Hometown: Qorgontepa, Uzbekistan
Weight class: Super middleweight
Height: 5-foot-9 (175 cm)
Amateur record: 250-20
Turned pro: 2016
Pro record: 11-0 (4 knockouts)
Trainer: IIgar Aliev
Manager: Vikram Sivapragasam
Promoter: Now Boxing Promotions
Best night of pro career and why: Abdugofurov shut out former Dmitry Bivol opponent Yevgeni Makhteienko last December and widely out-boxed Dmitrii Chudinov in his most recent outing.
“Yevgeni Makhteienko was one of my best wins because I could execute what I learned at the gym perfectly for eight rounds and I even dropped him in the fourth round. He couldn’t touch me for eight rounds,” Abdugofurov told RingTV.com through manager Vikram Sivapragasam.
“The (Dmitrii) Chudinov fight, in terms of its significance, is definitely much more important for me. It was difficult to implement what I had trained in the gym because Chudinov kept pressuring me because that is his style of fighting. Nevertheless I kept him at bay and fought a smart fight and nicked every round from him to win comfortably.”
Worst night of pro career and why: The Uzbek fighter faced some adversity in his October 2017 fight with trialhorse Tej Pratap Singh.
“I was not impressive against the Indian guy,” he said. “My usual mouthpiece wasn’t there. I used another one and it kept falling out of my mouth. I wasn’t feeling well and was very tired that day. Looking back, it was a good experience.”
Next fight: Abdugofurov will fight once-beaten Wuzhati Nuerlang in Pasay City, Philippines, at the WBC Female Convention on Sunday.
Nuerlang, 22, began his career in his native China at 175 pounds, losing his debut but has won all 11 fights since, taking his record to 11-1 (with 9 KOs). This represents a large leap in quality for Nuerland and Abdugufurov will expect to showcase his skills to the attendants at the convention.
Why he’s a prospect: The 26-year-old had a very good amateur career, winning 250 of 270 contests. He won three national titles and silver at the Universaide Games.
The highlight of his time in the unpaid ranks came in 2013 when he represented his country at the World Championships in Almaty, Kazahkstan. Abdugofurov won his first three fights to reach the quarter-finals only for the tough schedule to catch up with him.
“I had to take a loss because of an earlier head clash that opened up my eyebrow,” he explained. “In the next match (versus fellow rising prospect Artem Chebotarev) it opened up very badly and in the amateurs, it is declared a loss.”
The Uzbek has been moved fairly aggressively by his manager, who believes Abdugofurov has the talent to reach the highest level.
“He has all the talent he needs to succeed at a high level,” said Sivapragasam. “We have tested him early against good experienced opponents like (former two-divsion titlist) Sirimongkol (Singwancha) and tough a Argentinean (Martin Fidel Rios).
“He has also trained in America. I am expecting big things from him and am looking forward to seeing him perform at the convention.”
Abdugofurov traveled to America for a two-month training camp, in 2017, with close friend and stablemate Qudratillo Abduqaxorov, an unbeaten, world-rated welterweight. The two spent time training in Las Vegas, notably sparring with The Ring’s No. 5-rated 154-pound fighter Brian Castano.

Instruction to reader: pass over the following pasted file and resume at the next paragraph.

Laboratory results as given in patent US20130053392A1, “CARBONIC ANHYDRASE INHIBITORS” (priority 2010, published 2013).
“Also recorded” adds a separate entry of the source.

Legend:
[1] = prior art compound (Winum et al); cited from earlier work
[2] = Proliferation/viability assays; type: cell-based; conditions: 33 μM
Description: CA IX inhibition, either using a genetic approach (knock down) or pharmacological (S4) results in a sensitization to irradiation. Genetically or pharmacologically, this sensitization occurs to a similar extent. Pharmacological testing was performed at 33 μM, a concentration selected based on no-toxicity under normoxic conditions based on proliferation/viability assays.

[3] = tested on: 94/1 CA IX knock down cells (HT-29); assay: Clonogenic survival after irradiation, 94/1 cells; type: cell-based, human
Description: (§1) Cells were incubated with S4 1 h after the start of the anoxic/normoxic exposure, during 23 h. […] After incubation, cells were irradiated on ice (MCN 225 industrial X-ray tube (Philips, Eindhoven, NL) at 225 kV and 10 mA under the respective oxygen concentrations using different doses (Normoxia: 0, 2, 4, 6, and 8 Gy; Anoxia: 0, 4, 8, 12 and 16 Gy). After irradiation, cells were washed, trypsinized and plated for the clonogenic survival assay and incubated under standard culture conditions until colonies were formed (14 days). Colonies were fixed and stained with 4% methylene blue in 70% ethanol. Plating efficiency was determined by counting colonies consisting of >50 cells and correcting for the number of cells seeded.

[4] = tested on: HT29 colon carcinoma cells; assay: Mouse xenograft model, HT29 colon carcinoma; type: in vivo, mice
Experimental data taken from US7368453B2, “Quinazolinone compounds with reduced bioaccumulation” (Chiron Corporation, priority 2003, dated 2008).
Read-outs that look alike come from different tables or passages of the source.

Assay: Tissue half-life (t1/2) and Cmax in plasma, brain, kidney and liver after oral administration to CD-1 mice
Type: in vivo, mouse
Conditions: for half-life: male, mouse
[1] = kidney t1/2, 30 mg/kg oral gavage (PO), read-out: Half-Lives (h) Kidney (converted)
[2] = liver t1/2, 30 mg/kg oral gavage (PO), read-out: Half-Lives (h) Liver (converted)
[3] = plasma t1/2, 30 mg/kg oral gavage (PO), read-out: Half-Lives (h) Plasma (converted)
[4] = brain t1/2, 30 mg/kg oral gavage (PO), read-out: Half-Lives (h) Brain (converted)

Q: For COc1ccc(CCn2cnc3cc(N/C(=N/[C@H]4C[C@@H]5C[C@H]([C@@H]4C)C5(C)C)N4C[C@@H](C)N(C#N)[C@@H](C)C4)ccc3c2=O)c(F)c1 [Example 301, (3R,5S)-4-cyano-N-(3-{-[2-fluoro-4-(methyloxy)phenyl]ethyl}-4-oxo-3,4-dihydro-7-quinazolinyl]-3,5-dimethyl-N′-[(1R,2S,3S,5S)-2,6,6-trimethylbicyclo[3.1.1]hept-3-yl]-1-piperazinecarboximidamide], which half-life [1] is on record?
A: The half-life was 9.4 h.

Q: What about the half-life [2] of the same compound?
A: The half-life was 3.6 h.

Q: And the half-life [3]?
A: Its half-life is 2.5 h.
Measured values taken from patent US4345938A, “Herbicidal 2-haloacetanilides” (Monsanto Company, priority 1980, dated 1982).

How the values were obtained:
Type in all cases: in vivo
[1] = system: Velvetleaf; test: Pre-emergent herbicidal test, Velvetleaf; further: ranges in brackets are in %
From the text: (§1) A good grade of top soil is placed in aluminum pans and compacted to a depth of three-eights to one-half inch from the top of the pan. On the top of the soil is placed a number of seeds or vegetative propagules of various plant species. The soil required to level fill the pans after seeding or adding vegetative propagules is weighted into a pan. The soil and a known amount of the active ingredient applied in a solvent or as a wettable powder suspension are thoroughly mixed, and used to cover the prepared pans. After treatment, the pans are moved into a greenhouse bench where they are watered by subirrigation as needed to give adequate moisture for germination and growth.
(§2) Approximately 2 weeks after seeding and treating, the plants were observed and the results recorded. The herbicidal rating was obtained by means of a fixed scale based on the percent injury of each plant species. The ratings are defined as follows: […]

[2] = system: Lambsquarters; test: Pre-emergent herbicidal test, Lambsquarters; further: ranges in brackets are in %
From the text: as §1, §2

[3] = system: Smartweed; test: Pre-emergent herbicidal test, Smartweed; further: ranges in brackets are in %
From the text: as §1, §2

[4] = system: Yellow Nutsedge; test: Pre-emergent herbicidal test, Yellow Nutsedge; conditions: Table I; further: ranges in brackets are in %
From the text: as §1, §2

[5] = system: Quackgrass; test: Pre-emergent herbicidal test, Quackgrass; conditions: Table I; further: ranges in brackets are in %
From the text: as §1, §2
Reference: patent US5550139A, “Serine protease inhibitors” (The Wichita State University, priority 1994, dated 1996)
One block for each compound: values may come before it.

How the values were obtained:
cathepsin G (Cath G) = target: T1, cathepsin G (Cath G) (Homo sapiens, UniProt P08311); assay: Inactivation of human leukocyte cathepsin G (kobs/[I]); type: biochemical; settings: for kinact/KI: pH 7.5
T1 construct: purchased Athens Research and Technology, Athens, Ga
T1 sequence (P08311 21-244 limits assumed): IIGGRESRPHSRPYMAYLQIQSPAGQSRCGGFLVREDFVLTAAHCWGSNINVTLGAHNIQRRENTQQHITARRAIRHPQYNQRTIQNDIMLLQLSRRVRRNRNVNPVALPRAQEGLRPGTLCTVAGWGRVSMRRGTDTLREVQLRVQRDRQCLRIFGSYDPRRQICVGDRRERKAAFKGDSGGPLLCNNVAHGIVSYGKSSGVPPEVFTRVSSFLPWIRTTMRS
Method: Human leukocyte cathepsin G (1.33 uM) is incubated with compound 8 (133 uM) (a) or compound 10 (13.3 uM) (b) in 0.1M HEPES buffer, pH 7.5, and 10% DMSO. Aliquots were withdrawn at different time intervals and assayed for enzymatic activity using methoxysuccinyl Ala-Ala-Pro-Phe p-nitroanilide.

Abdugoforov was known as a puncher in the amateurs since transitioning to the professional ranks. He relies more on his movement and skills which have served him well so far.
Why he’s a suspect: The most noticeable thing would appear to be a lack of power. He has just a 36 percent knockout ratio. He only moved up to 168 pounds a year ago. Does he have the size to deal with WBO beltholder Gilberto Ramirez and The Ring Magazine and WBA champion Callum Smith?
Sivapragasam has identified two areas on which he feels his fighter needs to improve to continue his progression.
“He needs to improve his stamina and fine-tune his footwork,” said the Malaysian businessman. “He has already been the 12-round distance and he did that without a problem. It is about getting the experience of fighting 12 rounds at a pace that he is comfortable with.
“His footwork is getting better but, with his style, he needs to continue to work on that aspect of his game.”
Storylines: Abdugofurov was born and raised in the small town of Qorgontepa in the Andian region, nearly 400 kilometers (250 miles) east of the capital Tashkent.
He had a good upbringing and his family supported his boxing aspirations as a teenager, allowing him to focus on the sport.
Life in Qorgontepa is far different than the hustle and bustle of everyday life in Tashkent, where he regularly trained as an amateur.
“My father has about 2,000 hectares of fish farm in Uzbekistan, so I was helping him around a lot with that,” Abdugofurov explained. “The village that I come from pretty much most people attend to farming and I was also doing a lot of that. I am grateful for being born in my family.”
He became interested and first boxed when he was 11 after watching his boxing hero Arturo Gatti fight.
Abdugofurov is married and has a one-year-old son. He enjoys playing soccer and relaxing by playing his PlayStation in his spare time.
May 5 – Dmitrii Chudinov – UD 12
March 17 – Alfonso Tissen – UD 8
November 18 – Yevgenii Makhteienko – UD 8
October 14 – Tej Pratap Singh – SD 8
August 12 – Jeremiah Nasary – UD 8
March 25 – Martin Fidel Rios – UD 10
February 10 – Sirimongkhon Iamthuam – UD 12
January 7 – Alexander Bajawa – RTD 2
July 23 – Chaloemporn Sawatsuk – KO 1
June 10 – Sahlan Coral – TKO 2
May 17 – Giga Nadiradze – TKO 5
Questions and/or comments can be sent to Anson at firstname.lastname@example.org and you can follow him on Twitter @AnsonWainwright.
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